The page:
I have a few that I desire and at the moment, I’m working on achieving them.

Despite that, all these distractions are leading me to stop, working on what I want. If I allow distraction to lead me, I am headed toward failure. Not the kind I accept and move on from.

The distractions are often in the form of nice to haves instead of needs and wants.

I can go on and on but I digress.

To give you some background, the human mind is designed to pay attention to new input, and eventually ignore, the input it receives constantly.

That is the reason why most of the things that we previously desired are, after a time taken for granted.

This is the reason why the iPhone 7 is extremely attractive despite the 80% of the things that we intend to do with it can be accomplished with an iPhone 5s.

I spend too much time thinking and less time living my life.

When I’m thinking, I create problems in my mind, demons to fight, instead of going though it effortlessly.

I can go on and on but I’d like to stop here and give you my recommendations so you can stop reading, pondering and get back on with your life.

1. Meditate

Take the time to come back to “here and now” by closing paying attention to your breath, your body, how you feel and what you’re trying to do. This practice will allow you to reset your mind.

2. Gratitude

Count your blessings. There’s good reason why this piece of ancient wisdom made it to the present. It works. This principle is acknowledged by, eastern and western religions, and the philosophy of the non religious. According to Christians that I admire gratitude is the primary element of effective prayer.

3. Journal

Paper is previously a piece of technology available only to the wealthy. It enabled them to direct the latent powers of the mind and used it to build empires. It’s a medium many of us had stopped using. You can use your journal to direct you by writing down your goals and your accomplishments. You can use it to track your progress and your thoughts.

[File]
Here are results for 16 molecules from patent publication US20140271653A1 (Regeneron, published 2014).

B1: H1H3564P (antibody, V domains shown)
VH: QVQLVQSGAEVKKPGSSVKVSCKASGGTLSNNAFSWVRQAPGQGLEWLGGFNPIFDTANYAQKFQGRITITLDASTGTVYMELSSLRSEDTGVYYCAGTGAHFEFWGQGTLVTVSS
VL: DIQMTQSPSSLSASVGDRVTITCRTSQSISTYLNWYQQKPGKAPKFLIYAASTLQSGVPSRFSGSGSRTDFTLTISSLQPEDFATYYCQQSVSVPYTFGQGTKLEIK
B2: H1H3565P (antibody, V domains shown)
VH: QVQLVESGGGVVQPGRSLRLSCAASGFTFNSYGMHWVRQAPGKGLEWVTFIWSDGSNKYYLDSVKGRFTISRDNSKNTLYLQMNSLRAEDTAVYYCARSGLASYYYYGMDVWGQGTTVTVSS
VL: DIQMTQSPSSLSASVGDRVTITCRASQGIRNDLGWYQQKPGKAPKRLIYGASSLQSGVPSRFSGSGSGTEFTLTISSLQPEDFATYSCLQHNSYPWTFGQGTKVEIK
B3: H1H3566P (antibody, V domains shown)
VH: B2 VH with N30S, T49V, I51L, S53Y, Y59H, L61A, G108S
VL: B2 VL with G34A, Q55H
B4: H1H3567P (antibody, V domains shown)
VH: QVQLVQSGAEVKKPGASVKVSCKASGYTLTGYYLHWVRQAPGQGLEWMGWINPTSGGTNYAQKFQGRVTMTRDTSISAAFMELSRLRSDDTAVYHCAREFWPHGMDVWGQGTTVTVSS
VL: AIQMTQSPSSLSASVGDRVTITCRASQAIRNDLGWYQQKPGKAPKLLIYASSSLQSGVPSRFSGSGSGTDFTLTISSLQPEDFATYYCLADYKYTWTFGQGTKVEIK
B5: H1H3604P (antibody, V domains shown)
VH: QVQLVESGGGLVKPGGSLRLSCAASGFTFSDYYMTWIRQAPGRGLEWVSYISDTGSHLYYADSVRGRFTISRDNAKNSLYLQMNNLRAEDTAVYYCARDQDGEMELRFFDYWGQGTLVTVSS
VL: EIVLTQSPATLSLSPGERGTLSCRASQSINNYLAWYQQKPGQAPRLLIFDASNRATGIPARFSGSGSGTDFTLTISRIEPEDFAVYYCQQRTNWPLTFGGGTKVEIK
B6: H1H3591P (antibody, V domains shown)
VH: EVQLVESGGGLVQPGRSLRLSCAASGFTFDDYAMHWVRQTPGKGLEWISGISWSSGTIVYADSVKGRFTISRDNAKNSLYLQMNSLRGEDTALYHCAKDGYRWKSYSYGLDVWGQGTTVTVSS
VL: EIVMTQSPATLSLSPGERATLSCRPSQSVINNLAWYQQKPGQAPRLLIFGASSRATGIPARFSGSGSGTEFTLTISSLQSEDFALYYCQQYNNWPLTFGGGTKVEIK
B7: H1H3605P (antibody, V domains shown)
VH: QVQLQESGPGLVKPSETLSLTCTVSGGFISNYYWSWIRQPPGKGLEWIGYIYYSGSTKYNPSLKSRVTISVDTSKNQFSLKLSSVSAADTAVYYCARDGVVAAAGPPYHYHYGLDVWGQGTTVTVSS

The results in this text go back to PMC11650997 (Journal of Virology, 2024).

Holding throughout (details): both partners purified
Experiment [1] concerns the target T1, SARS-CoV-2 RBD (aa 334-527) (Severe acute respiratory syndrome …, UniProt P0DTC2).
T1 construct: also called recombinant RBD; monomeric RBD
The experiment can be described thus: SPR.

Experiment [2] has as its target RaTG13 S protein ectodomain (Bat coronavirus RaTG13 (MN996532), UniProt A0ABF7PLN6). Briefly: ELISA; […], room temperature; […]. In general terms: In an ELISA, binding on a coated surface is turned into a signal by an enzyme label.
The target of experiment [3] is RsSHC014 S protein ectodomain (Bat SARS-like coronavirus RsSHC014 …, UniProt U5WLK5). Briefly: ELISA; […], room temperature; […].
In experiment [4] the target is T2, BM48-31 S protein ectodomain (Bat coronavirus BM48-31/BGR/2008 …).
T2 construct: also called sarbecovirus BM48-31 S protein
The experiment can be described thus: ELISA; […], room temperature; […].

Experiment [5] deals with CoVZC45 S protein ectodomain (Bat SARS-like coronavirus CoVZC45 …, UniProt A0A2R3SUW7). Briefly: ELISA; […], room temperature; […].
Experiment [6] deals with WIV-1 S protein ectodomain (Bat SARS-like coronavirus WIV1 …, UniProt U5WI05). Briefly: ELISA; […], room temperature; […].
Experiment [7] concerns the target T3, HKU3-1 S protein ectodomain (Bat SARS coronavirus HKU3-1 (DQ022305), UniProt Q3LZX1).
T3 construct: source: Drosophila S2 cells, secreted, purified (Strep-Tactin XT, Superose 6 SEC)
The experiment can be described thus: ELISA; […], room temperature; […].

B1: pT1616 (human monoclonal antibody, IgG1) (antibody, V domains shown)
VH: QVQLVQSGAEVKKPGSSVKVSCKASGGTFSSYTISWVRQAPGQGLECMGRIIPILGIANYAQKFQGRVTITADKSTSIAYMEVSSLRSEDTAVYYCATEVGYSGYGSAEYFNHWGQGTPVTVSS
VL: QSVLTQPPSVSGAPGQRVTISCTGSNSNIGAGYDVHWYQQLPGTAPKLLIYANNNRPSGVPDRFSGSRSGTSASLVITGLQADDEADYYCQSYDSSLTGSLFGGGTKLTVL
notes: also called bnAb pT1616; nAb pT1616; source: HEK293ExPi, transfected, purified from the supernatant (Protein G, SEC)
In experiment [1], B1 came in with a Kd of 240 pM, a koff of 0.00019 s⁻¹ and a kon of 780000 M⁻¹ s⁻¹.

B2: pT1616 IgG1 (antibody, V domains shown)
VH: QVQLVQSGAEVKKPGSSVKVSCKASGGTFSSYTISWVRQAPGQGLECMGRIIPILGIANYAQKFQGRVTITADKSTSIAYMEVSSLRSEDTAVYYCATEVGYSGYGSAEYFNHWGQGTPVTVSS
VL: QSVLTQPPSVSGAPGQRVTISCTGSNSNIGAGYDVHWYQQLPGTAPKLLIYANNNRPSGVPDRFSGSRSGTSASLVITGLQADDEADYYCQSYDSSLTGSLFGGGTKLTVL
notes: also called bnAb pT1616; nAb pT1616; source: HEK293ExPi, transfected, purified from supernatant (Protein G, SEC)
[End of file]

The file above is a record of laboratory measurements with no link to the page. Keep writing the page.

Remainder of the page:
4. Live

“Life is not meant to be perfect, it is meant to be lived. “ -Dexter Morgan

Whenever I find myself enjoying something, an item that I am using, the time with a person I’m with, an activity that I had desired for a long time, I find myself stopping mid way and think about it. Instead of being grateful, I think about it. I criticize, compare and become ungrateful. I stop enjoying and desire something else.

This leads me to recall end of the story of creation. The serpent deceives Eve into desiring the forbidden fruit when everything she has is with her already. As children I imagined a good use of a time machine is to go back in time to stop them from eating the fruit.

Today I realize that I am presented with the exact same scenario everyday. I am already in paradise but I kick myself out of it by listening to the annoying serpent.

If you think about it, it’s the perfect analogy.

Stop thinking about it and continue with your life. Appreciate what you have and ignore the serpent.

I’ll see you on my next post.

Thank you for your attention.